Now that box was something. Built like a tank -- but generally useless
Company I worked for wanted the staff to sell them. I just laughed. They
never sold. Got used as anchors. They missed the market by about 2 or 3
Those are fairly nice boxes.
I'd rather have a CDC 6600, though.
wonderfully simple hardware instruction set. *So* simple, in fact, that the
machine *couldn't*add*. It performed addition by "complement and subtract". :)
(yes, there _was_ a good reason way it did things that way, too.)
No 'privileged mode' or anything like it. CPU HALT was a valid "user level"
instruction ; did _exactly_ that ; and was the standard/accepted way for an
application to indicate that it was finished.
That was the computer that displayed 132 columns to every other's 80,
right? That's my recollection of it, anyway, when looking to buy a PC
circa 1984 or maybe '83. I was leery of getting an OS that seemed at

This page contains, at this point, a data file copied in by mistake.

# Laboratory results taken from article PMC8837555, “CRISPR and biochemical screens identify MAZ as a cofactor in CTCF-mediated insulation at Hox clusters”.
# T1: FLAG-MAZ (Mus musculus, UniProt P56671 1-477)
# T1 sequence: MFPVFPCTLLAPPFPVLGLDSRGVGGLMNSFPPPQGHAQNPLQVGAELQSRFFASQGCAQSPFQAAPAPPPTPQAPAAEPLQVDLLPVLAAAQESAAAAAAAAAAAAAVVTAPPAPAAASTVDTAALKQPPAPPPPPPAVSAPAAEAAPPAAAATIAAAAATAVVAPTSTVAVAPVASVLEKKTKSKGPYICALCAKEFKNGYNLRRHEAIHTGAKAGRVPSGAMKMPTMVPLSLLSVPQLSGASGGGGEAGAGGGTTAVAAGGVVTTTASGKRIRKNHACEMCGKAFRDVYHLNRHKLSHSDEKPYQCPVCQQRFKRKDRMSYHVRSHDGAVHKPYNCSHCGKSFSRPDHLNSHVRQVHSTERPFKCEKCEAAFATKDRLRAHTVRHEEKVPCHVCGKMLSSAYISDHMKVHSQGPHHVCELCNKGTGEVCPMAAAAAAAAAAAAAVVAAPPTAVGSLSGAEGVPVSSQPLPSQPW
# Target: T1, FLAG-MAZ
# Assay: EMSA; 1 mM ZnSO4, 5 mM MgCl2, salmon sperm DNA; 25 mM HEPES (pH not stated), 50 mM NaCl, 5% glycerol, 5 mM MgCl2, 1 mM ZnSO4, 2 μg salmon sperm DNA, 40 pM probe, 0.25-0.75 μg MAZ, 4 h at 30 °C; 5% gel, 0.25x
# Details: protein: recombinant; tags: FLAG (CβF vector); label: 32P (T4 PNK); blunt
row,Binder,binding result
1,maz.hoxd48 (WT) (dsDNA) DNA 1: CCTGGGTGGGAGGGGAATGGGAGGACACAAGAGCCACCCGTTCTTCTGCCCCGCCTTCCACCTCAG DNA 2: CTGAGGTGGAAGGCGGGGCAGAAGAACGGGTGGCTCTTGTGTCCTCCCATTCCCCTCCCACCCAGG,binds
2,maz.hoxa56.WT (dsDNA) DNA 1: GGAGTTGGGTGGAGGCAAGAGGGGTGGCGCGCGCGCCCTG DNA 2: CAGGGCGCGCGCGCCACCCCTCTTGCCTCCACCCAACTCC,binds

the time to not be "the standard". I finally settled on a AT&T 6300.
$2500. Monochrome. No mouse. 20 Meg HD. Slooow. DOS 5.0. A POS dot
matrix 9-pin Okidata to go along with it. I was so stupid I spent nearly
as much on a plain paper feeder for it, which never worked right; it
would feed a random number of sheets, instead of one at a time. I ended
up using it only with fan-fold paper.
A related note regarding standards: I also avoided Betamax and went with
a mammoth sized, overpriced RCA SelectaVison with a 4 event timer and
WIRED remote. I still can't believe I paid $1299 for that monstrosity!
Back then, there were enough good shows on at the same time to warrant
recording them. I can't remember when I've lasted taped a TV program.
I don't own a TIVO.
Dave Hinz wrote:
Hey! I remember those. I did a major batch of d-Base programming on
one of those.
"We need to make a sacrifice to the gods, find me a young virgin... oh, and
bring something to kill"
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